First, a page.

The area chief identified as Santino Wani was murdered along with his son Elia Santino when unknown attackers stormed their home.

Ochieng David Tokwaro, the Magwi County Executive Officer, suspects the deceased chief was killed during a robbery because his goats were driven away by the murderers.

“The Payam Executive Officer of Agoro told me that the incident happened yesterday (Sunday) in Jebelen in a village called Molujere. A chief was killed, including his son, just because of goats. He has so many goats at home. Then they killed him and his son and the killers drove away with the goats and in fact, this area is under Central Equatoria,” Ochieng said.

Meanwhile, Captain David Kasmiro, the police Inspector in Nimule town, confirmed the incident after getting information from the Criminal Investigations Department officers on the ground.

“That area does not belong to us but I tried to confirm. That area belongs to Central Equatoria but I confirmed from those of CID and they said yes it happened. This is not in Aru but it happened between Jebelen and Kuba, there is a place called Kuba. The chief and his son were killed and they even raided goats or heads of cattle, I don’t know. These are robbers,” Capt. Kasmiro said.

Last week, six people were killed when armed men raided nearly 4000 head of cattle in Achwa, Magwi County of Eastern Equatoria State. - Radio Tamazuj

Martha Koome during her swearing in on Friday, May 21, at State House. PSCU
  • The Deputy Chief Justice and other judges have pledged to support you. The counsel has pledged to support you. There is really no worry whatsoever, you will be able to deliver. all you need to do is to cooperate with them,"  stated Maraga.

    He further challenged her to stick to her guns and remind other officials that they need to stay in their lanes.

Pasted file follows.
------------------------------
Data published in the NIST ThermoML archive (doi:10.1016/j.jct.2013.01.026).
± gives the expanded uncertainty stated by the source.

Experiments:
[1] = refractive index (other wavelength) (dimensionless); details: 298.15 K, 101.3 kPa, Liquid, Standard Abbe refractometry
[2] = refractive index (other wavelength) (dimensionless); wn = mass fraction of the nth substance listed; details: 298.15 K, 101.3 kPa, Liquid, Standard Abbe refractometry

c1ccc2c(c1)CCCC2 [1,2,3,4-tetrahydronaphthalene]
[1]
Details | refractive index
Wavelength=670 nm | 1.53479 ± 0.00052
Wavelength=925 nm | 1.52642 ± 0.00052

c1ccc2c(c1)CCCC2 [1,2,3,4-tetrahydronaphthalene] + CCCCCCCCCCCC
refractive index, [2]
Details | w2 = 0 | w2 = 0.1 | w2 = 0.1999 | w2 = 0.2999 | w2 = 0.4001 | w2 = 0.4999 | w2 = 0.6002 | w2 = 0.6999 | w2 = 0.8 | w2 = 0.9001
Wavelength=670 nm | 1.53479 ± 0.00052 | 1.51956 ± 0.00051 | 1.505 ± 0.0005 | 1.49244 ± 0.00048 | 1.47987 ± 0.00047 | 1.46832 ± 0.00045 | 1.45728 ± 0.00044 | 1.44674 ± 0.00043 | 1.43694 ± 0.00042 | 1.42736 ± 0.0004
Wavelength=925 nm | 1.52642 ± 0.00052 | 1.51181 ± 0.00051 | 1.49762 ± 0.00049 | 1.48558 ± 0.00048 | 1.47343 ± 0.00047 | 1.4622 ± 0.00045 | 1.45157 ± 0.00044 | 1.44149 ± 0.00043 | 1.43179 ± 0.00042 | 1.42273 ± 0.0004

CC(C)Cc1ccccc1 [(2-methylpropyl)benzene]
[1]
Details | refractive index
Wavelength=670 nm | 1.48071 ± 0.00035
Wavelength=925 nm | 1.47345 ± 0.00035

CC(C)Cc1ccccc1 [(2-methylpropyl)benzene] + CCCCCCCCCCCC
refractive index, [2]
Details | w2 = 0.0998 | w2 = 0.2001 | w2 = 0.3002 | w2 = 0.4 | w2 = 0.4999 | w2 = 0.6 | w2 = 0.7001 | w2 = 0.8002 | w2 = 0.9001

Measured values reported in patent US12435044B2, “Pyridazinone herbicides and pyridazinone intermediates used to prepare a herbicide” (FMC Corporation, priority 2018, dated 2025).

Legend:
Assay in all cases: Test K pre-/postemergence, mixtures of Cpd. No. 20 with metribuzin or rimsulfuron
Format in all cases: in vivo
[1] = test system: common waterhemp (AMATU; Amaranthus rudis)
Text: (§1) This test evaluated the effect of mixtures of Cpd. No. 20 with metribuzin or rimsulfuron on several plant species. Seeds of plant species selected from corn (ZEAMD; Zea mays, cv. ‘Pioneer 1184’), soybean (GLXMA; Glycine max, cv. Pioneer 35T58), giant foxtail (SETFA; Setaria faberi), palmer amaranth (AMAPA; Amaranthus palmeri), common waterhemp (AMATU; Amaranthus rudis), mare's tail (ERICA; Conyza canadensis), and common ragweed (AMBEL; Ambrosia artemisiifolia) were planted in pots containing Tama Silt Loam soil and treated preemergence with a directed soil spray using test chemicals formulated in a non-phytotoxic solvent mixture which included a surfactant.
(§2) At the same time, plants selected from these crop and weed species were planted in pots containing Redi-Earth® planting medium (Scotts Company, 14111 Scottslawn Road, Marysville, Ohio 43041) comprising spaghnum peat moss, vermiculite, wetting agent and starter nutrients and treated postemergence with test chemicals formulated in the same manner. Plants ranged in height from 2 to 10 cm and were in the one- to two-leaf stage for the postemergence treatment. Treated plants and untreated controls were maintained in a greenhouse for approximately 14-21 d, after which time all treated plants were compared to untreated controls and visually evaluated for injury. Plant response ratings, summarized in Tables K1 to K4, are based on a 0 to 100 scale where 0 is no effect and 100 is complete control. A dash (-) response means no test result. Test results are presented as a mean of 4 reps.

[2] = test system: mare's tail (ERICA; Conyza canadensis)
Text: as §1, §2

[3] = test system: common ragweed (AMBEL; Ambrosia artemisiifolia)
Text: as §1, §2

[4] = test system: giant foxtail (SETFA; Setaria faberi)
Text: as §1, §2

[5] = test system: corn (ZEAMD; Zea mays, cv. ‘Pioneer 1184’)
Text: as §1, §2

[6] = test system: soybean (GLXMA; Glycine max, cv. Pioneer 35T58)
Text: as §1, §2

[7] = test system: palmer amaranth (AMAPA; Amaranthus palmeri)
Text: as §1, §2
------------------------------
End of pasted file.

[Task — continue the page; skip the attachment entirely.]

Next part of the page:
"One important thing CJ, just keep reminding everybody that constitutional power is constrained power so that everybody keeps to his/her lane, we will have a wonderful country," he added.

    While accepting the instruments of power from Deputy Chief Justice Philomena Mwilu, Koome vowed to ensure that no cases stay in the courts for more than three years.

    “My predecessors made efforts to improve the judiciary that wants us to embrace the case management system,” she explained.

    She also promised to expand High Courts across the country to aid in the dispensation of justice in a swift manner and prevent backlog of cases.

    “I understand that some court users sell valuable things to file a case, pay an advocate or even raise bus fare to the courts,” she added.

    While approving her nomination, President Uhuru Kenyatta congratulated the new Chief Justice Martha Koome for being the first woman to clinch the position. 

    "It is a great day as we celebrate the confirmation of a new CJ to the republic of Kenya and also for me to be the first president to swear in the first female CJ of Kenya," Uhuru stated.

    Koome was nominated after rigorous interview process and trounced over 10 other applicants for the position.

    Retiring CJ Maraga
    Retiring Chief Justice David Maraga.

Photo Anadolu Agency


Rwandan forces have killed two rebels, foiling an attack near the southwestern border with Burundi, the military said on Monday.

Rebels with the National Liberation Front (FLN) launched the attack on Sunday between 9.15 p.m. and 9.35 p.m. local time (1915GMT-1935GMT), with one section of the insurgents crossing the Ruhwa River into the Rusizi district, the Rwanda Defense Force (RDF) said in a statement.

Advancing approximately 100 meters (328 feet) inside Rwanda territory, the rebels reaching the border village of Rwamisave, it added.

"The enemy assailants were intercepted by a Rwanda Defense Force ambush; two assailants were immediately killed."

The army said they had also captured military equipment from the FLN rebels, including a submachine gun, seven magazines, a tortoise grenade, and two Burundi military uniforms.

"The enemy assailants retreated back to Burundi across River Ruhwa separating Ruhororo zone in Mabayi commune in Burundi and Bweyeye sector in Rwanda and returned to Kibira Forest, where they have bases," it added.

The FLN is the military wing of the Rwandan Movement for Democratic Change led by Paul Rusesabagina, who is facing trial in the East African country on multiple counts, including terrorism, forming and recruiting into an armed group, directing acts of terrorism and complicity to murder and arson, among others. - James Tasamba, Anadolu Agency